This weekend, I attended the annual convention of the Young Greens of England and Wales in Nottingham. The main thing I took away from the weekend was that the Young Greens have made two important and substantial commitments: to internally focus on intersectionality to create an outward intersectional political voice, and a confirmation that the Young Greens will be campaigning to stay in the EU during the forthcoming referendum.

Additionally, there were also strong commitments made by the convention in instructing the incoming National Executive Committee (NEC) to ensure accessibility to events and to support local elections across England & Wales and assembly elections in Wales and London.

Convention began with an informal address by Green Party leader Natalie Bennett who reaffirmed the Greens’ commitment to helping fight the punitive sanctions of the Tories on young people through rising costs of education and rent prises to denial of welfare. She also reaffirmed the party’s commitment to challenging the norms on climate change, at one point answering a question about nimbyism on wind farms by explaining that community-owned renewable energy projects can help challenge such discourse. Natalie also spoke about the importance of the COP 21 in Paris as an opportunity that cannot be wasted.

After this discussion of our core beliefs from Natalie Bennett, convention then explored intersectionality in a dedicated workshop session. Admittedly, I hadn’t come across this term before, but the session from now elected Young Greens Co-Chair Sophie Van der Ham introduced others like me to it by helping members gain an understanding of how diverse our Green community is. We did an exercise to examine our privilege and explored where the various intersecting identities meet. This session helped set out and define an important mission statement for the Young Greens, and reaffirm the importance of the liberation groups who are now officially recognised in our constitution.

Convention saw the announcement of the new NEC members who are by overwhelming majority self-identifying non-men, with only three men sitting on the eleven-strong committee. The new NEC also sees the inclusion of Regional Senate Co-Chairs as having a voice and vote at the executive, a move to encourage the Young Greens to have greater consideration on where events such as training or action days are held. We are likely to see the North finally be given due attention with a strong election pledge by other new co-chair Hannah Clare to ensure the region’s inclusion as well as an overdue start for a Wales Young Greens. Already a day after election, new regional senate Co-Chairs Rhiannon Ennis and Ernestas Jegorovas have begun consulting Welsh Young Greens on finally establishing a regional Young Greens group with seats on the regional senate. As a Welsh Green myself, this is a welcome move.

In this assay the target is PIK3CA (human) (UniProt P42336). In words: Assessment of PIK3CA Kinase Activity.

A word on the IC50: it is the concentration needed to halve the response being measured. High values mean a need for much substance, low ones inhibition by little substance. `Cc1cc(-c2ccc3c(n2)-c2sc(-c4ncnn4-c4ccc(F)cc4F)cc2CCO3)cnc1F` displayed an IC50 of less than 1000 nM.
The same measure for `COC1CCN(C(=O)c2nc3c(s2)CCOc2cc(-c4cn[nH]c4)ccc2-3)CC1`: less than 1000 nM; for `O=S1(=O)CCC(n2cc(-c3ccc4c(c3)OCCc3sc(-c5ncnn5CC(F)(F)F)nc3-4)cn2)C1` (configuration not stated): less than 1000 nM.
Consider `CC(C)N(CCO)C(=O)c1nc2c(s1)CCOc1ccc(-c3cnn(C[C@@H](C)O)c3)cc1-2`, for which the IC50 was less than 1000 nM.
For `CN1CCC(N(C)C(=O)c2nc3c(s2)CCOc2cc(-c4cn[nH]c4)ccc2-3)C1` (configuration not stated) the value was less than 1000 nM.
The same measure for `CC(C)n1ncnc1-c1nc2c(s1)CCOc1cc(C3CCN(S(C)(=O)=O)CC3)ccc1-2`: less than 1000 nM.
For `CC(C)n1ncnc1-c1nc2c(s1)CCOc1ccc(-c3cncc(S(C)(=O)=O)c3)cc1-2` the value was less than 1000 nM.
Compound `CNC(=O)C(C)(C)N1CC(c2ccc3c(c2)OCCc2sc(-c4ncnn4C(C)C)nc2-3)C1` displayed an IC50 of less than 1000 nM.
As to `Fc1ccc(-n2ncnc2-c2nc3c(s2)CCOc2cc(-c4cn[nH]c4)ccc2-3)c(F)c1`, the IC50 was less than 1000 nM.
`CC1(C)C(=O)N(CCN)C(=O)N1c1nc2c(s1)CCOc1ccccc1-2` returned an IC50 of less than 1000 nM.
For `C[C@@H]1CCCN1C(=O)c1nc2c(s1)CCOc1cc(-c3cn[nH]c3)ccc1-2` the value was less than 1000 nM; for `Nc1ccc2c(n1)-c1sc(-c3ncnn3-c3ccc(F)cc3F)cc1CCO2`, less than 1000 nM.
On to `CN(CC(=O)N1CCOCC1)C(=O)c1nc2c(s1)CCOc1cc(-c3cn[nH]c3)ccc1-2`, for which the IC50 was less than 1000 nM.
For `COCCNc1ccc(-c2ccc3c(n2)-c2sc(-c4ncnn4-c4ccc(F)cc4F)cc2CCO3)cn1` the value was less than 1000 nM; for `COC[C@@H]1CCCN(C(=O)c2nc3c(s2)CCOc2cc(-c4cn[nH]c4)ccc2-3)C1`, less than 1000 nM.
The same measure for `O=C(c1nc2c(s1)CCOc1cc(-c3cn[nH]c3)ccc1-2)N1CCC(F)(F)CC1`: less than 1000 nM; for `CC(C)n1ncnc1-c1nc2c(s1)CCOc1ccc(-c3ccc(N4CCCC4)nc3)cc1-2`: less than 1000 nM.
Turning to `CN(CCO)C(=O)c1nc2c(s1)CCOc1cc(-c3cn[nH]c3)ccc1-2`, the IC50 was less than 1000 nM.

For the convention’s AGM a prioritisation ballot was held for the order of motions. The EU referendum sub-committee’s motion calling on support of the ‘In’ campaign came top of the list and was the first motion debated. As a proposer of the motion, I was moved to have the opportunity to present a cause particularly personal for me, as I have a family who could be torn apart if we vote to leave the EU. Being the grandson of a Hungarian refugee, proposing such a motion on the fifth anniversary since his passing was an honour, but the fact it received a unanimous vote in favour was not only life affirming, but a confirmation of why I am a party member.

The conference support of the EU didn’t stop there, with a highly successful workshop motivating members to contribute ideas and lay out potential campaign tactics to be used. Concerns were openly discussed in terms of running a campaign and most agreed that a distinct Green voice must add to the positive discussion about staying In. We were joined at conference by FYEG Executive Committee Member Johannes Butscher and Anne-Sophie Bauer of Junge Grüne Austria who offered their solidarity to our EU campaign. We have a unique opportunity over the next year to build strong bonds with our European family and to add an English and Welsh voice to the FYEG, an opportunity we should take full advantage of. With a commitment to the In Europe campaign as an NEC priority, a unanimously-supported convention motion and support from our wider FYEG family a strong, unified Green argument to remain in Europe can be made.

Next year will be an interesting year for the Young Greens as we face several challenges in fighting Welsh, London & Local Elections, a potential EU referendum and calling out this government on its appalling renewables record. With a strong NEC, clear set of priorities and remodelled constitution we are ready for these fights. Young Greens are unified as a group more than ever and we’re a force to be reckoned with.